Frankfurt was my setting-off point for train trips to Prague in the summer and Italy in the winter, and the city I was delighted to see again after coming down with a nasty flu in Italy, getting stranded by a train strike, and being told, by an Italian travel agent, that I couldn't use a credit card to buy a plane ticket back.
Frankfurt was a place of calm and order after the chaos of that particular trip. I was so happy to see my brother-in-law and nephew waiting for me at the airport, and to go home to the cheery comfort of their one-bedroom, seventeenth-floor flat. My sister was conducting an experiment into how many visiting friends could be squeezed in for an overnight stay. I think the most at any one time was four adults and four children, with my poor nephew in the hallway behind the front door. Once when I was there, two people - New Zealanders, needless to say - were sleeping outside on the small terrace. When the landlady came around, we tried to pretend everyone had just dropped in for a cup of tea.
Back then TMiddy was a boyfriend rather than a husband (or indentured servant, as he would no doubt say), so he didn't come to Frankfurt with me. Whenever we got stuck playing 'Where in the USA is Carmen Sandiego?' we would ring him, until he found out his phone bill was out of control and had to throw himself on the mercy of AT&T.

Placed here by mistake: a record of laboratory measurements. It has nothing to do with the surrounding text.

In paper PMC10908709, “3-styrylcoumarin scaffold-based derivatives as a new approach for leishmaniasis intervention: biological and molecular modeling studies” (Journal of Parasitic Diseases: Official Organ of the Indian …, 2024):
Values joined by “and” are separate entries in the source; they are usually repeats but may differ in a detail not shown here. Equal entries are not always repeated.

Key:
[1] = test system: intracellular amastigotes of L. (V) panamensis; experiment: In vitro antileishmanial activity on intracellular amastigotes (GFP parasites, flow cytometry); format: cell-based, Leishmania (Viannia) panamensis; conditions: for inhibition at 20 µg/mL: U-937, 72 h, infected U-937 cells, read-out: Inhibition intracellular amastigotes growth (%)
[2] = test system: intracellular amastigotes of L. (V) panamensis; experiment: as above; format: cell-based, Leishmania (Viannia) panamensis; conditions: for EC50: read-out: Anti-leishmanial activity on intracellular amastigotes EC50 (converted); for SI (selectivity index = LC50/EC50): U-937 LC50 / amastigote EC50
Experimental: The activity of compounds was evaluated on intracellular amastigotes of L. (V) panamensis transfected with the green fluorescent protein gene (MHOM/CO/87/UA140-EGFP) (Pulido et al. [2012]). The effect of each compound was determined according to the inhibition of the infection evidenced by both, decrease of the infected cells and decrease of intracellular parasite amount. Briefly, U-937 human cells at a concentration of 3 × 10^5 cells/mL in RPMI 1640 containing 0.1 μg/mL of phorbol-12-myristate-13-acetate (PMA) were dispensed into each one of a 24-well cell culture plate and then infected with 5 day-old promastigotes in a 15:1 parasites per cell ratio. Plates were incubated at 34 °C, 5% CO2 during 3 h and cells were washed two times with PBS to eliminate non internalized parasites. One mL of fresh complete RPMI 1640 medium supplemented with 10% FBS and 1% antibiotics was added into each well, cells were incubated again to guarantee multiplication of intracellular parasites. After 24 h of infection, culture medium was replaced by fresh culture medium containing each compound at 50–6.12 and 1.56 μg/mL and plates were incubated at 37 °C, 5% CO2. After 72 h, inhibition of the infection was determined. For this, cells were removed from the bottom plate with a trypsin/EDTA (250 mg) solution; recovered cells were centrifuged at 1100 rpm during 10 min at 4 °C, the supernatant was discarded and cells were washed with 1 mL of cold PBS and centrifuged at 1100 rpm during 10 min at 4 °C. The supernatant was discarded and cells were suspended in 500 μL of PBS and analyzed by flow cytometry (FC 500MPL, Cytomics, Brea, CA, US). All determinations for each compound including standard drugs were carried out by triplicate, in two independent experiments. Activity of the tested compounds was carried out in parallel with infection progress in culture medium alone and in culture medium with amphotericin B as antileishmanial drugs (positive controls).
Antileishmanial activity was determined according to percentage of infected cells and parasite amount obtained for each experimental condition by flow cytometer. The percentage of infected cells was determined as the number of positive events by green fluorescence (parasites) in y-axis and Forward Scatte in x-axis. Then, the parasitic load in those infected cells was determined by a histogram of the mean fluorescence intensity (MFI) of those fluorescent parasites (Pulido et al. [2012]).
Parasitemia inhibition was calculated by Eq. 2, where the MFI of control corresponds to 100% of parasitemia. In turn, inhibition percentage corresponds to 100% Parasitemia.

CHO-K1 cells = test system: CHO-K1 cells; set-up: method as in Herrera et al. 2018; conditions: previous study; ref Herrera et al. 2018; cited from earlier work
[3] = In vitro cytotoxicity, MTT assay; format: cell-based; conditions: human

His first visit to Frankfurt was just last year: we flew there to meet my niece, who was studying in Heidelberg. Another birthday: this time, her 20th. (It felt like one minute since we were driving off to Sleeping Beauty's Castle in Sababurg for her seventh birthday: now we were driving to Zurich to visit friends, and she was more keen on a Zara gift voucher than Barbie's Vet Office.) TM's only interaction with a Frankfurter, aside from the guy at the rental car desk, was a typical encounter for us at the end of a trip when we're trying to return the car. Because we can never find a petrol station nearby, we end up driving too far into the airport; getting ensnared in its one-way system; finding ourselves snagged in traffic or trapped by barriers or herded into a carpark; and relying on the kindness of a stranger (usually uniformed) to point us in the right direction and let us off whatever fee we'd incurred by driving into some security zone. Frankfurt was no exception, but the difference was the perfect English of the uniformed stranger.
Visiting Frankfurt this week felt odd, in part because I stayed at a hotel rather than with family or friends, and in part because I was here for the first time as a writer, getting the chance to talk about my own books rather than coming to Germany to sell other people's creative work. Euro 2012 is going on right now, so the day I arrived, Diana (my minder - you can see her in the 'beer' picture below) and I wandered the streets, looking for a place to sit outside and watch that night's game. Every bar and restaurant had multiple TV screens, so we were just trying to secure a decent view. We found somewhere in the end - a place to sit in the street, cheer for Germany and eat currywurst. And, of course, to inhale vast amounts of smoke from everyone sitting around us. The airport may have banned them, but German smokers persevere.
The pictures below are Frankfurt, or a very small sliver of it, over two sunny days in June 2012, when Germany beat Denmark and all was well with the world. I'm looking forward to coming back in October for six days during the Book Fair, and for seeing and doing much more.